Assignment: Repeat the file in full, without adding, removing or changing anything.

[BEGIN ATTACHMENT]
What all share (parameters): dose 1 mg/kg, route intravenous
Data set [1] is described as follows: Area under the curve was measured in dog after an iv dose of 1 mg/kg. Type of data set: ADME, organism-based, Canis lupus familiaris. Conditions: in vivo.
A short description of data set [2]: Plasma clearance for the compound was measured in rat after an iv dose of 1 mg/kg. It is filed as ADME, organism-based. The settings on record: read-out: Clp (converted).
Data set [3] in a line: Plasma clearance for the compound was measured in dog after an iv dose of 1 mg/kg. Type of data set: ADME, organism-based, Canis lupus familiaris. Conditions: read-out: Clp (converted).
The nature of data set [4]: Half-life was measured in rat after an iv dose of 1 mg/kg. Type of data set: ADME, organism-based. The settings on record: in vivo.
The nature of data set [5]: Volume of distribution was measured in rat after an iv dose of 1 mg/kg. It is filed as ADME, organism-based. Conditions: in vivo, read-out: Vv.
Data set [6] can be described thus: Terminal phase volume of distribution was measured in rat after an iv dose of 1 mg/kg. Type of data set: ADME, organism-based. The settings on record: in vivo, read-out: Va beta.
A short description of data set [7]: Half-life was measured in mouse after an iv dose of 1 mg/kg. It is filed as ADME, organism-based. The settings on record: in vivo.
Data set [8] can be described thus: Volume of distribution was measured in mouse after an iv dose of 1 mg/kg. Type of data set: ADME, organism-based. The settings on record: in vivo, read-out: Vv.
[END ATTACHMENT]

What all share (parameters): dose 1 mg/kg, route intravenous
Data set [1] is described as follows: Area under the curve was measured in dog after an iv dose of 1 mg/kg. Type of data set: ADME, organism-based, Canis lupus familiaris. Conditions: in vivo.
A short description of data set [2]: Plasma clearance for the compound was measured in rat after an iv dose of 1 mg/kg. It is filed as ADME, organism-based. The settings on record: read-out: Clp (converted).
Data set [3] in a line: Plasma clearance for the compound was measured in dog after an iv dose of 1 mg/kg. Type of data set: ADME, organism-based, Canis lupus familiaris. Conditions: read-out: Clp (converted).
The nature of data set [4]: Half-life was measured in rat after an iv dose of 1 mg/kg. Type of data set: ADME, organism-based. The settings on record: in vivo.
The nature of data set [5]: Volume of distribution was measured in rat after an iv dose of 1 mg/kg. It is filed as ADME, organism-based. Conditions: in vivo, read-out: Vv.
Data set [6] can be described thus: Terminal phase volume of distribution was measured in rat after an iv dose of 1 mg/kg. Type of data set: ADME, organism-based. The settings on record: in vivo, read-out: Va beta.
A short description of data set [7]: Half-life was measured in mouse after an iv dose of 1 mg/kg. It is filed as ADME, organism-based. The settings on record: in vivo.
Data set [8] can be described thus: Volume of distribution was measured in mouse after an iv dose of 1 mg/kg. Type of data set: ADME, organism-based. The settings on record: in vivo, read-out: Vv.